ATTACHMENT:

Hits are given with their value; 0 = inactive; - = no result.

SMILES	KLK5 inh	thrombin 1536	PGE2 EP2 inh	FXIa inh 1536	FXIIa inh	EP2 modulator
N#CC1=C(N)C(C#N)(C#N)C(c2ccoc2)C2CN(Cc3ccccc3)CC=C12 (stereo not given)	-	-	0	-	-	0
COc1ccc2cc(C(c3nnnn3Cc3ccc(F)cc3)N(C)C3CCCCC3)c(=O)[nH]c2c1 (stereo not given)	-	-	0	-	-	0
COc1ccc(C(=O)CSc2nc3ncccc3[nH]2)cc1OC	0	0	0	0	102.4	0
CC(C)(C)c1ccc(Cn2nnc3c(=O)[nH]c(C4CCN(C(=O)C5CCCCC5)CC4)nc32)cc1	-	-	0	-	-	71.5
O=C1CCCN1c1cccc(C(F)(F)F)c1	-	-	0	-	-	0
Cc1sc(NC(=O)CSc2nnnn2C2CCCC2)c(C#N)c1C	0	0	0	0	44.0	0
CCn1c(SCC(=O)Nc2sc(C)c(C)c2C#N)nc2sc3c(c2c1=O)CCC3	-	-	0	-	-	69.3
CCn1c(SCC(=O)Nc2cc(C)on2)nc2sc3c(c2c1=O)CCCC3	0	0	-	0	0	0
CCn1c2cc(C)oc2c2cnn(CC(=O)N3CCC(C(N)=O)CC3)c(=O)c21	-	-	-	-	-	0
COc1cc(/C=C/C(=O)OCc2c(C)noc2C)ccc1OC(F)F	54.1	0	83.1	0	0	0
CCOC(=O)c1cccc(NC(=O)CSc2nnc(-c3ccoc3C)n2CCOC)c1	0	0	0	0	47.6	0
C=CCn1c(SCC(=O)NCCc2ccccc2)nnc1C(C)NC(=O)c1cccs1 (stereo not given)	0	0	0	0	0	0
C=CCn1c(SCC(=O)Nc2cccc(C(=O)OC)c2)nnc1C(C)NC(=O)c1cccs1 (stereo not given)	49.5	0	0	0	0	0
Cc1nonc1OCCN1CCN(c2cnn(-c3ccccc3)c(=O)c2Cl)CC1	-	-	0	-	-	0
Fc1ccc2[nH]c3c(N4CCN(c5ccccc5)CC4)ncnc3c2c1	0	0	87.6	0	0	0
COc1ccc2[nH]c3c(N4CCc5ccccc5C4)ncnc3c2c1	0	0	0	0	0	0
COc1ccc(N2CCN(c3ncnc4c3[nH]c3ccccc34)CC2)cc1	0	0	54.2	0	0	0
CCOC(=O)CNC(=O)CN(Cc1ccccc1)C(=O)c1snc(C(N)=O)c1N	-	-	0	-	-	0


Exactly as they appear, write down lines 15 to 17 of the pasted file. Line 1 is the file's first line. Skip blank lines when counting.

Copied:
C=CCn1c(SCC(=O)Nc2cccc(C(=O)OC)c2)nnc1C(C)NC(=O)c1cccs1 (stereo not given)	49.5	0	0	0	0	0
Cc1nonc1OCCN1CCN(c2cnn(-c3ccccc3)c(=O)c2Cl)CC1	-	-	0	-	-	0
Fc1ccc2[nH]c3c(N4CCN(c5ccccc5)CC4)ncnc3c2c1	0	0	87.6	0	0	0